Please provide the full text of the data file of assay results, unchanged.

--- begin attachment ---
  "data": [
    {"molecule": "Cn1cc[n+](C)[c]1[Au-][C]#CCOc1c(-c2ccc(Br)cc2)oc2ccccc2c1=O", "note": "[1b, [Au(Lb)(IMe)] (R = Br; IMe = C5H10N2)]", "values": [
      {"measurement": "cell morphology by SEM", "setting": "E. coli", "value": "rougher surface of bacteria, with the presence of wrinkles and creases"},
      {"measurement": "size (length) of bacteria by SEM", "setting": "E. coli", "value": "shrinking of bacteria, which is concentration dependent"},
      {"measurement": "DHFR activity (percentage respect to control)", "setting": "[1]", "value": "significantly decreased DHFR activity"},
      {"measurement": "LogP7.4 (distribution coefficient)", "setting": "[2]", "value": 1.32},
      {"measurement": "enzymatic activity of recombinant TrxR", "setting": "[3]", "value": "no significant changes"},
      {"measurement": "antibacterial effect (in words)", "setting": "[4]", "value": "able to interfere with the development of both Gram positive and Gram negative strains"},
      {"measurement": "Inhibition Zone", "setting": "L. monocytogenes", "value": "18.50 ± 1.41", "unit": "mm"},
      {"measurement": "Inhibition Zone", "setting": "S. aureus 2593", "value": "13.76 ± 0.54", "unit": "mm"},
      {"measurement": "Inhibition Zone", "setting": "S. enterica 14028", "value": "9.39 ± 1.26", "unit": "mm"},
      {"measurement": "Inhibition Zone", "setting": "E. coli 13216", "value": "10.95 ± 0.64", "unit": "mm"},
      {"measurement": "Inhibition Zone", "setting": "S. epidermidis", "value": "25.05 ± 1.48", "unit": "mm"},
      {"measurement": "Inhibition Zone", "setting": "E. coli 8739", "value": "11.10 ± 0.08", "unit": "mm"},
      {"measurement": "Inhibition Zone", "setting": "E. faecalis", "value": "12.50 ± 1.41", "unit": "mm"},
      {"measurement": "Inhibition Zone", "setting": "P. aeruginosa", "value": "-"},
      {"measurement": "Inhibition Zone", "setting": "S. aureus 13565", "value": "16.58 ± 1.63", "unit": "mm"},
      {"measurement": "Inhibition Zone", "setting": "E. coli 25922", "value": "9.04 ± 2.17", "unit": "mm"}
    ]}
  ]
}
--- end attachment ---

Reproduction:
  "data": [
    {"molecule": "Cn1cc[n+](C)[c]1[Au-][C]#CCOc1c(-c2ccc(Br)cc2)oc2ccccc2c1=O", "note": "[1b, [Au(Lb)(IMe)] (R = Br; IMe = C5H10N2)]", "values": [
      {"measurement": "cell morphology by SEM", "setting": "E. coli", "value": "rougher surface of bacteria, with the presence of wrinkles and creases"},
      {"measurement": "size (length) of bacteria by SEM", "setting": "E. coli", "value": "shrinking of bacteria, which is concentration dependent"},
      {"measurement": "DHFR activity (percentage respect to control)", "setting": "[1]", "value": "significantly decreased DHFR activity"},
      {"measurement": "LogP7.4 (distribution coefficient)", "setting": "[2]", "value": 1.32},
      {"measurement": "enzymatic activity of recombinant TrxR", "setting": "[3]", "value": "no significant changes"},
      {"measurement": "antibacterial effect (in words)", "setting": "[4]", "value": "able to interfere with the development of both Gram positive and Gram negative strains"},
      {"measurement": "Inhibition Zone", "setting": "L. monocytogenes", "value": "18.50 ± 1.41", "unit": "mm"},
      {"measurement": "Inhibition Zone", "setting": "S. aureus 2593", "value": "13.76 ± 0.54", "unit": "mm"},
      {"measurement": "Inhibition Zone", "setting": "S. enterica 14028", "value": "9.39 ± 1.26", "unit": "mm"},
      {"measurement": "Inhibition Zone", "setting": "E. coli 13216", "value": "10.95 ± 0.64", "unit": "mm"},
      {"measurement": "Inhibition Zone", "setting": "S. epidermidis", "value": "25.05 ± 1.48", "unit": "mm"},
      {"measurement": "Inhibition Zone", "setting": "E. coli 8739", "value": "11.10 ± 0.08", "unit": "mm"},
      {"measurement": "Inhibition Zone", "setting": "E. faecalis", "value": "12.50 ± 1.41", "unit": "mm"},
      {"measurement": "Inhibition Zone", "setting": "P. aeruginosa", "value": "-"},
      {"measurement": "Inhibition Zone", "setting": "S. aureus 13565", "value": "16.58 ± 1.63", "unit": "mm"},
      {"measurement": "Inhibition Zone", "setting": "E. coli 25922", "value": "9.04 ± 2.17", "unit": "mm"}
    ]}
  ]
}